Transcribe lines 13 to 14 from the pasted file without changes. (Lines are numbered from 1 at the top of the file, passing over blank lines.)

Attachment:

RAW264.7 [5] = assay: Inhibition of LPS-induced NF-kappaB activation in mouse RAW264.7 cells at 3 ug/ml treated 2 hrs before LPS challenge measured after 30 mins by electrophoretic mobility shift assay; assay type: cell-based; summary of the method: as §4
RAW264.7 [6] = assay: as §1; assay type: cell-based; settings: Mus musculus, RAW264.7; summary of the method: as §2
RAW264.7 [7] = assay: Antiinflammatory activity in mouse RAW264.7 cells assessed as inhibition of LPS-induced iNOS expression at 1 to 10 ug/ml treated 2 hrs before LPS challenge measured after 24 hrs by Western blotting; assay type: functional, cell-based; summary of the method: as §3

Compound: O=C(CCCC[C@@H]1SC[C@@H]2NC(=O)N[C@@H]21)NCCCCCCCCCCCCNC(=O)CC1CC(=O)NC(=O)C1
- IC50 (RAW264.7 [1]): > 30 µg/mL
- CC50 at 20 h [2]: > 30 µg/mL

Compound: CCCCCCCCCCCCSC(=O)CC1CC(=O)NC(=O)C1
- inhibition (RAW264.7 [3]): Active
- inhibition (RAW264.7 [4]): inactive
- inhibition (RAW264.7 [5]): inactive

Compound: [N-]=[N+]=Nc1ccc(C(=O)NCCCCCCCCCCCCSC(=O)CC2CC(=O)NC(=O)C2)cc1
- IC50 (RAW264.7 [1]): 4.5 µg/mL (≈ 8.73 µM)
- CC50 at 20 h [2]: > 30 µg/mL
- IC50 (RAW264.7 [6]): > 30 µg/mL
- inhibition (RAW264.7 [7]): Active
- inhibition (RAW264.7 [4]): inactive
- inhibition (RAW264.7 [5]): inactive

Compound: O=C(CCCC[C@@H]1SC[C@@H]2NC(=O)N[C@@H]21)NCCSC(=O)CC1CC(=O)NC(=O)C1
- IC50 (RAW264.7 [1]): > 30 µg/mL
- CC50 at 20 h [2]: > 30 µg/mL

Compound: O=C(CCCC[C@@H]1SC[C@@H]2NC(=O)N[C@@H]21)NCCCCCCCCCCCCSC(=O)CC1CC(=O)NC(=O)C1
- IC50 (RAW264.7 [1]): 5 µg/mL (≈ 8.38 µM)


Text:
- CC50 at 20 h [2]: > 30 µg/mL
- IC50 (RAW264.7 [6]): > 30 µg/mL